Thesis defences

PhD Oral Exam - Xijun Wang, Chemistry

Theoretical Investigation of the Vibrational Spectroscopic Signatures of Ion-water Clusters and Peptide-water Clusters

Thursday, February 11, 2016
4:15 p.m. – 7:15 p.m.

This event is free


School of Graduate Studies


Sharon Carey
514-848-2424, ext. 3802


Richard J. Renaud Science Complex
7141 Sherbrooke W.
Room SP 265.29



When studying for a doctoral degree (PhD), candidates submit a thesis that provides a critical review of the current state of knowledge of the thesis subject as well as the student’s own contributions to the subject. The distinguishing criterion of doctoral graduate research is a significant and original contribution to knowledge.

Once accepted, the candidate presents the thesis orally. This oral exam is open to the public.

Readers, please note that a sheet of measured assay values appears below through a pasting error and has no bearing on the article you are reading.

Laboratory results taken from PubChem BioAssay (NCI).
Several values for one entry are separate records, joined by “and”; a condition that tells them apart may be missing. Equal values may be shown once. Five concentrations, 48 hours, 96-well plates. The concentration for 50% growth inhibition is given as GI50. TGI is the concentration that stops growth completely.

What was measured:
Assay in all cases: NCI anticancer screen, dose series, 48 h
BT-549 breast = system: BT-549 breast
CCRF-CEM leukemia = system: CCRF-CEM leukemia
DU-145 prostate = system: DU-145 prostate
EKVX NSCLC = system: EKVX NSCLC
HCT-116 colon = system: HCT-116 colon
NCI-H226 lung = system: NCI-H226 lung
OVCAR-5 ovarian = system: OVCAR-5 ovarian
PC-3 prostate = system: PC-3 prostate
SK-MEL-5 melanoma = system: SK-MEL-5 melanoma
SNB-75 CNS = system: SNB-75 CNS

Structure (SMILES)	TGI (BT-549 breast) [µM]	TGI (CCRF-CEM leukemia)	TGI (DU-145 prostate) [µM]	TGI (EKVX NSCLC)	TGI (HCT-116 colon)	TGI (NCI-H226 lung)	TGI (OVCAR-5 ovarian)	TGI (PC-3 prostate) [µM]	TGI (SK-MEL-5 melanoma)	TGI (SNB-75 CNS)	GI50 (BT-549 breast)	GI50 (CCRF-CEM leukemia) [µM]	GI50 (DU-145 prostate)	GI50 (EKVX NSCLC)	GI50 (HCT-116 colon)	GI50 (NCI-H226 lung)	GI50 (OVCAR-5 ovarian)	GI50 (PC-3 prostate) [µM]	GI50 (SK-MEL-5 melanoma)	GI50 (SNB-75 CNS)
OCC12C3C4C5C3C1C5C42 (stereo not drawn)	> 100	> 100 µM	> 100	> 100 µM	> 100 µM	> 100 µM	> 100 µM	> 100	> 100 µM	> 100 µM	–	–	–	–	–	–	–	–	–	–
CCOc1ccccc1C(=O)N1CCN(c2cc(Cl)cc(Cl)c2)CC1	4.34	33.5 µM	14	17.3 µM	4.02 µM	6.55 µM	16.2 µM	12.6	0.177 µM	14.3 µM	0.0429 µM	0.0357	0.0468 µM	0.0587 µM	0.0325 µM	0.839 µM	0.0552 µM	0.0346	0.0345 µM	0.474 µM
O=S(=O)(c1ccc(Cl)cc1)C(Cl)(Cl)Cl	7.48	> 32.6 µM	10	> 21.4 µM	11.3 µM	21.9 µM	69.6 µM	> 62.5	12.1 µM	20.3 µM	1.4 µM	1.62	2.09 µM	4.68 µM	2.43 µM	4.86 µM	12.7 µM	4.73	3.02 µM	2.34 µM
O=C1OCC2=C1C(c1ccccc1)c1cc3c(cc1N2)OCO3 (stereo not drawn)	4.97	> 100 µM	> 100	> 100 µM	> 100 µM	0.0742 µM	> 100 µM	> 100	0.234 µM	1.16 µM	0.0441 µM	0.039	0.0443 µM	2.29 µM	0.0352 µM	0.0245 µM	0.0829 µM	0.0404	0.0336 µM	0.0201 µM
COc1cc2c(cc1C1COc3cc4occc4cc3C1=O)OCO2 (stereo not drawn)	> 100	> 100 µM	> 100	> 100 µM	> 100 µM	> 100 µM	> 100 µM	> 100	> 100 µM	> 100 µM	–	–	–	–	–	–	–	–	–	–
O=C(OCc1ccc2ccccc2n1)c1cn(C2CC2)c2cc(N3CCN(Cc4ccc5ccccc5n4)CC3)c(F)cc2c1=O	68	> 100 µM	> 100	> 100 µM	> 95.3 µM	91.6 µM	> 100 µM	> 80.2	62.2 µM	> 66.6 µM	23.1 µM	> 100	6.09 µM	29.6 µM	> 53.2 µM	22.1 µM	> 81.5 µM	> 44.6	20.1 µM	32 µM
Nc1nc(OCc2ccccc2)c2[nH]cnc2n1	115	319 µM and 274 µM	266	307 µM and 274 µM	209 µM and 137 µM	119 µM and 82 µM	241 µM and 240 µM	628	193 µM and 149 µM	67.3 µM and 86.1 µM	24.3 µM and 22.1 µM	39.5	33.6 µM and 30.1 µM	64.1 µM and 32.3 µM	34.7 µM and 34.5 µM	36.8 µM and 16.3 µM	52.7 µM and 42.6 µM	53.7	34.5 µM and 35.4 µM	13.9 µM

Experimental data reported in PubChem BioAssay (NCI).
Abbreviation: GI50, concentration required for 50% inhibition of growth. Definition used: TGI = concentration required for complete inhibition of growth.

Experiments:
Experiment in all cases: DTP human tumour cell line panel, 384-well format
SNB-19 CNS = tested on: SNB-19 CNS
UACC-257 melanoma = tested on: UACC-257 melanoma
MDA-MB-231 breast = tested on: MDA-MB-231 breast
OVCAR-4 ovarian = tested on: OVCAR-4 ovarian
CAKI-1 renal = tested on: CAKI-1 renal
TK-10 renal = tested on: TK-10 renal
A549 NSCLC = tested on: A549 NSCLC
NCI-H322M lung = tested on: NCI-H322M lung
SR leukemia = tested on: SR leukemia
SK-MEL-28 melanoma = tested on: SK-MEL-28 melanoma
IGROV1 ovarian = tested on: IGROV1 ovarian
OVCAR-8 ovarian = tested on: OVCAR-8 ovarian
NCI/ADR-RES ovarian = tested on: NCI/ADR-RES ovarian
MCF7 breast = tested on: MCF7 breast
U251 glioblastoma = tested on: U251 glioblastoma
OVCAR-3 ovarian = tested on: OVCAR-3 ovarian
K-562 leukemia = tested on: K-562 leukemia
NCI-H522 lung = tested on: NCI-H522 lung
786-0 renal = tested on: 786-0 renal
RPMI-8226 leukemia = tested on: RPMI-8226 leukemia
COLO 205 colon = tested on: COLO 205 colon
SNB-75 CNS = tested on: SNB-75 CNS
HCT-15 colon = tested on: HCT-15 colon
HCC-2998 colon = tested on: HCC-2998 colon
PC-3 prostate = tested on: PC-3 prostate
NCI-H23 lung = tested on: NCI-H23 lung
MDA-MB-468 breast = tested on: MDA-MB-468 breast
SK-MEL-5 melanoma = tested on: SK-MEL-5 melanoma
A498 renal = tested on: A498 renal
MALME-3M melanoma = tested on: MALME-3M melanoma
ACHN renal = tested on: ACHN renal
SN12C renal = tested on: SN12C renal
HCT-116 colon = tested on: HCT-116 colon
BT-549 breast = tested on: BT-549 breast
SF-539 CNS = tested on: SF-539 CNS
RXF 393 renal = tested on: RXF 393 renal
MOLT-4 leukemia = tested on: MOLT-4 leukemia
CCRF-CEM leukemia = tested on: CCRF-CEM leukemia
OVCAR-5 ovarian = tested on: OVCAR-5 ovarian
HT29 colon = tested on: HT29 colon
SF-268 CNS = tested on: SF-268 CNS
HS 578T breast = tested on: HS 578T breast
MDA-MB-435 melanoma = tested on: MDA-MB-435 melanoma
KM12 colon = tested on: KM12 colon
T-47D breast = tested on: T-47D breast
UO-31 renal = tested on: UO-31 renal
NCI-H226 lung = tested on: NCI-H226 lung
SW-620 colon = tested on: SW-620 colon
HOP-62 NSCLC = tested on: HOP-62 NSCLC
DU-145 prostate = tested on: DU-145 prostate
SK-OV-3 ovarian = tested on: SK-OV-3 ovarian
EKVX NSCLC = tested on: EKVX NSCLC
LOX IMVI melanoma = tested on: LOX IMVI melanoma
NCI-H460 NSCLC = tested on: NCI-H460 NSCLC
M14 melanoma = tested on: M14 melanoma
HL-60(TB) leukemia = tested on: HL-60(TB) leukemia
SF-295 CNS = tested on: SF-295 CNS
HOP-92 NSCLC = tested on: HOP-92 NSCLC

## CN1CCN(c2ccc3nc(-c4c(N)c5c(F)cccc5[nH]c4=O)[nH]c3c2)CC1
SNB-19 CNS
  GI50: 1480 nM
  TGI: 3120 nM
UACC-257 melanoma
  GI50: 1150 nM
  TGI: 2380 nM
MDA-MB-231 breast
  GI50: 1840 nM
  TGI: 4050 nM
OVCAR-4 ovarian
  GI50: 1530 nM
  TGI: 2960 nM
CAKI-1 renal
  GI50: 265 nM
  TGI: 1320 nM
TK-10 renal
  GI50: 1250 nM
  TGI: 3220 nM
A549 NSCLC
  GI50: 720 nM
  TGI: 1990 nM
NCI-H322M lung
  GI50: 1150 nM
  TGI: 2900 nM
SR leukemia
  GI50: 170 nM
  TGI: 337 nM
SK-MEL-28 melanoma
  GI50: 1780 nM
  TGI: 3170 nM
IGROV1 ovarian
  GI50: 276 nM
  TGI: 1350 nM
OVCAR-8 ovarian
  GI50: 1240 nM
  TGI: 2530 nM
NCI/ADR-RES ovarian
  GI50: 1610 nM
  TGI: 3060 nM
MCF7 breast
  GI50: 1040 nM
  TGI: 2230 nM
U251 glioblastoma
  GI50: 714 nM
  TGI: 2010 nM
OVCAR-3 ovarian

The aim of this work is to develop theoretical approaches to compute vibrational spectra beyond the harmonic approximation and to investigate the performance of the self-consistent-charge density-functional tight-binding model (SCC-DFTB) in studying the vibrational spectra of large systems. For this purpose, vibrational spectra of ion-water clusters and peptide-water clusters are computed from molecular dynamics (MD) simulations using the Fourier transform of the autocorrelation function of the dipole moment (FTACF). The performance of the SCC-DFTB model is evaluated by comparing computed spectra with available experimental results and ab initio or first-principles results. There are four distinct aspects to this work: (1) To demonstrate how the FTACF approach overcomes the limitations of the harmonic approximation, vibrational spectra of the “Zundel ion”, the protonated water dimer, are computed from ab initio MD simulations based on second-order Møller–Plesset (MP2) Perturbation Theory. The splitting of the band of the proton transfer mode is well reproduced, and its coupling with other modes is characterized by examining the correlation spectra of a combination of selected internal coordinates. Computed spectra at different temperatures further confirm the ability of the approach to unveil temperature-dependent features of vibrational modes coupling. (2) To confirm the spectral signature of “free water” at the surface of aqueous droplets seeded by sulfate iosn proposed by experimentalists, theoretical vibrational spectra of sulfate-water clusters are generated using the SCC-DFTB model. Computed spectra not only reproduce the spectral signature of free surface water molecules, hence confirming the latter hypothesis, but also disclose the distance within which the sulfate ion may affect the structure and dynamics of water molecules in the gas phase, within the accuracy of the approximate model employed and the possible limitations of conformational sampling. (3) To investigate the hydration effect on the CN stretch band of the guanidinium ion, vibrational spectra of guanidinium-water clusters are obtained with the SCC-DFTB model. Computed spectra reveal a redshift in the band position, in agreement with ab initio calculations of harmonic frequencies. The SCC-DFTB spectra are also in good agreement with those obtained from Car-Parrinello molecular dynamics (CPMD) simulations employing more rigorous density-functional theory (DFT). (4) To validate the suitability of the approach to describe the interactions and dynamics of peptide-water binary systems, vibrational spectra of several model clusters containing prototype peptides are generated from MD simulations at different temperatures, with the ultimate goal of gaining insight into solvation effects on the spectra of hydrated proteins. Computed spectra are in excellent agreement with available experimental results and reported theoretical results. Altogether, these findings not only shed light onto understanding the properties of ion-water and peptide-water clusters, but also validate an efficient approach to compute vibrational spectra of large systems with satisfactory performance and accuracy.

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